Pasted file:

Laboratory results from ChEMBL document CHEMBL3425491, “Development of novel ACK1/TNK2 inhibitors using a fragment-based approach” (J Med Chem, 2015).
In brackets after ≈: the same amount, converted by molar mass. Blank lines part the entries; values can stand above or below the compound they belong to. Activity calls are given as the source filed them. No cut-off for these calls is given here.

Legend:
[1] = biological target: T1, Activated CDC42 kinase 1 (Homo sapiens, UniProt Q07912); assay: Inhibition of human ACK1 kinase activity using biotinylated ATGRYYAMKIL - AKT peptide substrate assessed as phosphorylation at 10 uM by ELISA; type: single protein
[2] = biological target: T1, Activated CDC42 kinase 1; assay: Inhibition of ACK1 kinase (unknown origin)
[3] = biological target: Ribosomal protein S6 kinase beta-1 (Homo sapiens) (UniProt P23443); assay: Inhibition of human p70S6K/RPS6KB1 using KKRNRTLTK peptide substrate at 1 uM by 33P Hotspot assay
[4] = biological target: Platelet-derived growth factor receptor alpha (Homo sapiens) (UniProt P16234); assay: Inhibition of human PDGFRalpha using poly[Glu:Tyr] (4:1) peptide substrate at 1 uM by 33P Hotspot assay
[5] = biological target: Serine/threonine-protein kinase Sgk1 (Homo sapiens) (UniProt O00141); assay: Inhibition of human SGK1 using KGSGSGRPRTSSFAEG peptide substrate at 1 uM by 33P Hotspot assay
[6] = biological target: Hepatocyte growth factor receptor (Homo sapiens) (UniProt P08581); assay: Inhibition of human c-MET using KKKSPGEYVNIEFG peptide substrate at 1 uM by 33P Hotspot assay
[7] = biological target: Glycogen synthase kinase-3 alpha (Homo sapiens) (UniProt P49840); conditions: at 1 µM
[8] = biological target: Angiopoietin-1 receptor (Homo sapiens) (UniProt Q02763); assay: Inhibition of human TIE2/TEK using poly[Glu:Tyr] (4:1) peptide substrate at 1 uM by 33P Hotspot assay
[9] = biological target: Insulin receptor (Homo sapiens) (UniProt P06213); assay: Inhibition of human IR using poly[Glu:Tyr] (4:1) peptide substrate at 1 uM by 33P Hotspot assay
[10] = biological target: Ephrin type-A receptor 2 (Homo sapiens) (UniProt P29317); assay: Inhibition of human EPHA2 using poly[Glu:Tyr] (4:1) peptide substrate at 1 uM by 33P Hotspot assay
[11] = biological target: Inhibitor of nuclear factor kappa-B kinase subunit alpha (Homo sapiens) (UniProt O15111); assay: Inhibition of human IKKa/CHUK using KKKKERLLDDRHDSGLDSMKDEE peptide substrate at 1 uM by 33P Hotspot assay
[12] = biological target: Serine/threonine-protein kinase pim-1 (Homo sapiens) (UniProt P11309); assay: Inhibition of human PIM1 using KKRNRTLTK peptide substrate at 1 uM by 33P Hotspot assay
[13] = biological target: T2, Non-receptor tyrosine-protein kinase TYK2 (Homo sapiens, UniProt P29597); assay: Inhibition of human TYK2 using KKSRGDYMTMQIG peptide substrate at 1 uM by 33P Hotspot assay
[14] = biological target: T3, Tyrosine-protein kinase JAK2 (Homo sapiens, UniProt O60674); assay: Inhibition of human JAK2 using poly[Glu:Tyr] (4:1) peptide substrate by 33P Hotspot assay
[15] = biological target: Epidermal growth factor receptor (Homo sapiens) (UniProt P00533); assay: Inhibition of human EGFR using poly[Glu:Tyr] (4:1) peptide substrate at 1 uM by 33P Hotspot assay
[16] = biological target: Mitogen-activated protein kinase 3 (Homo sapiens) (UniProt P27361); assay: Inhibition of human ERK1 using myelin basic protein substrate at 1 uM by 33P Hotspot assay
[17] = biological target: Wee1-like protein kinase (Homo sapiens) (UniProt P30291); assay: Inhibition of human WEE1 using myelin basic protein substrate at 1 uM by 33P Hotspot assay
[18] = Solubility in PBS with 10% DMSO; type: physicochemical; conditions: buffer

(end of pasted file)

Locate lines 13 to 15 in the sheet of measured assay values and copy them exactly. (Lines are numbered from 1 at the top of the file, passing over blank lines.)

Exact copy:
[10] = biological target: Ephrin type-A receptor 2 (Homo sapiens) (UniProt P29317); assay: Inhibition of human EPHA2 using poly[Glu:Tyr] (4:1) peptide substrate at 1 uM by 33P Hotspot assay
[11] = biological target: Inhibitor of nuclear factor kappa-B kinase subunit alpha (Homo sapiens) (UniProt O15111); assay: Inhibition of human IKKa/CHUK using KKKKERLLDDRHDSGLDSMKDEE peptide substrate at 1 uM by 33P Hotspot assay
[12] = biological target: Serine/threonine-protein kinase pim-1 (Homo sapiens) (UniProt P11309); assay: Inhibition of human PIM1 using KKRNRTLTK peptide substrate at 1 uM by 33P Hotspot assay